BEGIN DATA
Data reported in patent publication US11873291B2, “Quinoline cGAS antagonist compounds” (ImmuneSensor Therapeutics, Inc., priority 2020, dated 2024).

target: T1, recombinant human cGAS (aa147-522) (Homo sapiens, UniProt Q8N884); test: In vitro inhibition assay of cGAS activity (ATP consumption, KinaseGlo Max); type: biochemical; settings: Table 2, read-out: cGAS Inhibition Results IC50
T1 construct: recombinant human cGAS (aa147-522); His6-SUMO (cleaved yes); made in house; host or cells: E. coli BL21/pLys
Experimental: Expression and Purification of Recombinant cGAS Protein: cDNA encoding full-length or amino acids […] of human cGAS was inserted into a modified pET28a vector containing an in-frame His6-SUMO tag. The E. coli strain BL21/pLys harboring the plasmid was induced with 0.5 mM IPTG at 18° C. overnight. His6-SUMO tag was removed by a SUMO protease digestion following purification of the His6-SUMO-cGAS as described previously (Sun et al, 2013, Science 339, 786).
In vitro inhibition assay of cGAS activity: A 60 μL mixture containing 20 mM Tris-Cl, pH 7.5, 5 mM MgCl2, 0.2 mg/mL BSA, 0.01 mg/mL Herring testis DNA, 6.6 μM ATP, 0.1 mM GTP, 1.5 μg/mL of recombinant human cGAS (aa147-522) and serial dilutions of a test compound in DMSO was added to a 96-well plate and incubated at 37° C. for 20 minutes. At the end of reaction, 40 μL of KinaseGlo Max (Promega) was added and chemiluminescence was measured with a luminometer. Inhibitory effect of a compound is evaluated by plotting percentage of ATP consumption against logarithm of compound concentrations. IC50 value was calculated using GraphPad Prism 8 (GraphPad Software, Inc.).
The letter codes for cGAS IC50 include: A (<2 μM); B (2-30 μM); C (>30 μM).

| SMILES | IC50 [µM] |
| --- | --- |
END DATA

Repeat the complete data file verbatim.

Data reported in patent publication US11873291B2, “Quinoline cGAS antagonist compounds” (ImmuneSensor Therapeutics, Inc., priority 2020, dated 2024).

target: T1, recombinant human cGAS (aa147-522) (Homo sapiens, UniProt Q8N884); test: In vitro inhibition assay of cGAS activity (ATP consumption, KinaseGlo Max); type: biochemical; settings: Table 2, read-out: cGAS Inhibition Results IC50
T1 construct: recombinant human cGAS (aa147-522); His6-SUMO (cleaved yes); made in house; host or cells: E. coli BL21/pLys
Experimental: Expression and Purification of Recombinant cGAS Protein: cDNA encoding full-length or amino acids […] of human cGAS was inserted into a modified pET28a vector containing an in-frame His6-SUMO tag. The E. coli strain BL21/pLys harboring the plasmid was induced with 0.5 mM IPTG at 18° C. overnight. His6-SUMO tag was removed by a SUMO protease digestion following purification of the His6-SUMO-cGAS as described previously (Sun et al, 2013, Science 339, 786).
In vitro inhibition assay of cGAS activity: A 60 μL mixture containing 20 mM Tris-Cl, pH 7.5, 5 mM MgCl2, 0.2 mg/mL BSA, 0.01 mg/mL Herring testis DNA, 6.6 μM ATP, 0.1 mM GTP, 1.5 μg/mL of recombinant human cGAS (aa147-522) and serial dilutions of a test compound in DMSO was added to a 96-well plate and incubated at 37° C. for 20 minutes. At the end of reaction, 40 μL of KinaseGlo Max (Promega) was added and chemiluminescence was measured with a luminometer. Inhibitory effect of a compound is evaluated by plotting percentage of ATP consumption against logarithm of compound concentrations. IC50 value was calculated using GraphPad Prism 8 (GraphPad Software, Inc.).
The letter codes for cGAS IC50 include: A (<2 μM); B (2-30 μM); C (>30 μM).

| SMILES | IC50 [µM] |
| --- | --- |